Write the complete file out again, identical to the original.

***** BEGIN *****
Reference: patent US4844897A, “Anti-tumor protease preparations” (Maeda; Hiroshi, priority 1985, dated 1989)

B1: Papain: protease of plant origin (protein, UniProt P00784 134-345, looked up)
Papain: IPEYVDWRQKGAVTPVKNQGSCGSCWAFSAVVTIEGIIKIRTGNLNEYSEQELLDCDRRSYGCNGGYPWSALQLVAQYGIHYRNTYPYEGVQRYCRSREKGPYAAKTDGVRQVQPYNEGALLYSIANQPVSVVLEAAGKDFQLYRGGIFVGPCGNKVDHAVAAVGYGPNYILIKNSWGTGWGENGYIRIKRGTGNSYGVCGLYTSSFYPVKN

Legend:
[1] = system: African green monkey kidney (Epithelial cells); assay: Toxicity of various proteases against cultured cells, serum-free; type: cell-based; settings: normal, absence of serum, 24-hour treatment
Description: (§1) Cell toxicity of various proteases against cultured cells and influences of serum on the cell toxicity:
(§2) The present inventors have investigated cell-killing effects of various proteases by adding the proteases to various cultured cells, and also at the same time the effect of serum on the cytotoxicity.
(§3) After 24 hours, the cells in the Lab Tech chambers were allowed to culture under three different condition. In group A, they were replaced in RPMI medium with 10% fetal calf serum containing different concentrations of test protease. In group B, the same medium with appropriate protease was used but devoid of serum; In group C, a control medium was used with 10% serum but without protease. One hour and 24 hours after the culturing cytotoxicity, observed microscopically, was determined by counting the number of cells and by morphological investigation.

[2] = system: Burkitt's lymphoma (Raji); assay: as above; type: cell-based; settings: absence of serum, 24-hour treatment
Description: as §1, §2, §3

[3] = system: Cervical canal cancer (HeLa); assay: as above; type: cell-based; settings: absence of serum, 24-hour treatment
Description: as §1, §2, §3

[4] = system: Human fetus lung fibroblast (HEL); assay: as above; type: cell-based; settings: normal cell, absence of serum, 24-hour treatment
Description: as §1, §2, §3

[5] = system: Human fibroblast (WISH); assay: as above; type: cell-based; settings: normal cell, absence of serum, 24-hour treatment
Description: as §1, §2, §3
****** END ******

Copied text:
Reference: patent US4844897A, “Anti-tumor protease preparations” (Maeda; Hiroshi, priority 1985, dated 1989)

B1: Papain: protease of plant origin (protein, UniProt P00784 134-345, looked up)
Papain: IPEYVDWRQKGAVTPVKNQGSCGSCWAFSAVVTIEGIIKIRTGNLNEYSEQELLDCDRRSYGCNGGYPWSALQLVAQYGIHYRNTYPYEGVQRYCRSREKGPYAAKTDGVRQVQPYNEGALLYSIANQPVSVVLEAAGKDFQLYRGGIFVGPCGNKVDHAVAAVGYGPNYILIKNSWGTGWGENGYIRIKRGTGNSYGVCGLYTSSFYPVKN

Legend:
[1] = system: African green monkey kidney (Epithelial cells); assay: Toxicity of various proteases against cultured cells, serum-free; type: cell-based; settings: normal, absence of serum, 24-hour treatment
Description: (§1) Cell toxicity of various proteases against cultured cells and influences of serum on the cell toxicity:
(§2) The present inventors have investigated cell-killing effects of various proteases by adding the proteases to various cultured cells, and also at the same time the effect of serum on the cytotoxicity.
(§3) After 24 hours, the cells in the Lab Tech chambers were allowed to culture under three different condition. In group A, they were replaced in RPMI medium with 10% fetal calf serum containing different concentrations of test protease. In group B, the same medium with appropriate protease was used but devoid of serum; In group C, a control medium was used with 10% serum but without protease. One hour and 24 hours after the culturing cytotoxicity, observed microscopically, was determined by counting the number of cells and by morphological investigation.

[2] = system: Burkitt's lymphoma (Raji); assay: as above; type: cell-based; settings: absence of serum, 24-hour treatment
Description: as §1, §2, §3

[3] = system: Cervical canal cancer (HeLa); assay: as above; type: cell-based; settings: absence of serum, 24-hour treatment
Description: as §1, §2, §3

[4] = system: Human fetus lung fibroblast (HEL); assay: as above; type: cell-based; settings: normal cell, absence of serum, 24-hour treatment
Description: as §1, §2, §3

[5] = system: Human fibroblast (WISH); assay: as above; type: cell-based; settings: normal cell, absence of serum, 24-hour treatment
Description: as §1, §2, §3